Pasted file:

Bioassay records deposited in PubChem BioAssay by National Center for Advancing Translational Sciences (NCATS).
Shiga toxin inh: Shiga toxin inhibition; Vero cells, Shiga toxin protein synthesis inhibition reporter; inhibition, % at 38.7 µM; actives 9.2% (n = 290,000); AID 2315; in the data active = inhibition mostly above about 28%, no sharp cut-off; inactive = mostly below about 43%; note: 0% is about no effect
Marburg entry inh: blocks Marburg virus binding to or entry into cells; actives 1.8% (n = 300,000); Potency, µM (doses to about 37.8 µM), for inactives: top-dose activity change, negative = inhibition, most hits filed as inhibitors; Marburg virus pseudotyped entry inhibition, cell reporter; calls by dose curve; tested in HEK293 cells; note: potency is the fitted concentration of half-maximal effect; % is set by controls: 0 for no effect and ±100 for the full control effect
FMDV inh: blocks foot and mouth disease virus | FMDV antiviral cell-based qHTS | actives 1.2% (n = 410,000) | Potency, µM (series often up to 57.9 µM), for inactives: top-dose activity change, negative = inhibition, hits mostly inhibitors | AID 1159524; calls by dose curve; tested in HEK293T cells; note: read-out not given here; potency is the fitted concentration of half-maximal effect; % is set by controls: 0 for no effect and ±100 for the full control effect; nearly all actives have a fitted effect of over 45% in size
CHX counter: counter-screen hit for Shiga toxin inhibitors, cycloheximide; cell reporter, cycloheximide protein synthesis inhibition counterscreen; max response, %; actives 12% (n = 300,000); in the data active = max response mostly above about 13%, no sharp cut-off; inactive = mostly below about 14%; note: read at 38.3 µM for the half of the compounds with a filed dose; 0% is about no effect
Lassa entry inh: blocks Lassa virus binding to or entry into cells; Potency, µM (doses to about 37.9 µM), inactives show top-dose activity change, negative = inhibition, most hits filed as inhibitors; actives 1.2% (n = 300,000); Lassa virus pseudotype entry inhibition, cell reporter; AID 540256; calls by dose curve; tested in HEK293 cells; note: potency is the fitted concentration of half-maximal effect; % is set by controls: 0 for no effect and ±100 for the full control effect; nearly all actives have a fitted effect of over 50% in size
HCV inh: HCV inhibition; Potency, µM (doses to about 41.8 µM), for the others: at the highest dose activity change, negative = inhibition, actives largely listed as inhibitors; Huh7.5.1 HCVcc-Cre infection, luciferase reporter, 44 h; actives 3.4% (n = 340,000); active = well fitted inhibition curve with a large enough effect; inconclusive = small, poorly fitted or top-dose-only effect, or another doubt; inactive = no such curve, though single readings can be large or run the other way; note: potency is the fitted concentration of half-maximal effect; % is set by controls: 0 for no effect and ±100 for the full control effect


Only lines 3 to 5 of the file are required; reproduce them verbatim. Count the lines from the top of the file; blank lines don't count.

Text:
Marburg entry inh: blocks Marburg virus binding to or entry into cells; actives 1.8% (n = 300,000); Potency, µM (doses to about 37.8 µM), for inactives: top-dose activity change, negative = inhibition, most hits filed as inhibitors; Marburg virus pseudotyped entry inhibition, cell reporter; calls by dose curve; tested in HEK293 cells; note: potency is the fitted concentration of half-maximal effect; % is set by controls: 0 for no effect and ±100 for the full control effect
FMDV inh: blocks foot and mouth disease virus | FMDV antiviral cell-based qHTS | actives 1.2% (n = 410,000) | Potency, µM (series often up to 57.9 µM), for inactives: top-dose activity change, negative = inhibition, hits mostly inhibitors | AID 1159524; calls by dose curve; tested in HEK293T cells; note: read-out not given here; potency is the fitted concentration of half-maximal effect; % is set by controls: 0 for no effect and ±100 for the full control effect; nearly all actives have a fitted effect of over 45% in size
CHX counter: counter-screen hit for Shiga toxin inhibitors, cycloheximide; cell reporter, cycloheximide protein synthesis inhibition counterscreen; max response, %; actives 12% (n = 300,000); in the data active = max response mostly above about 13%, no sharp cut-off; inactive = mostly below about 14%; note: read at 38.3 µM for the half of the compounds with a filed dose; 0% is about no effect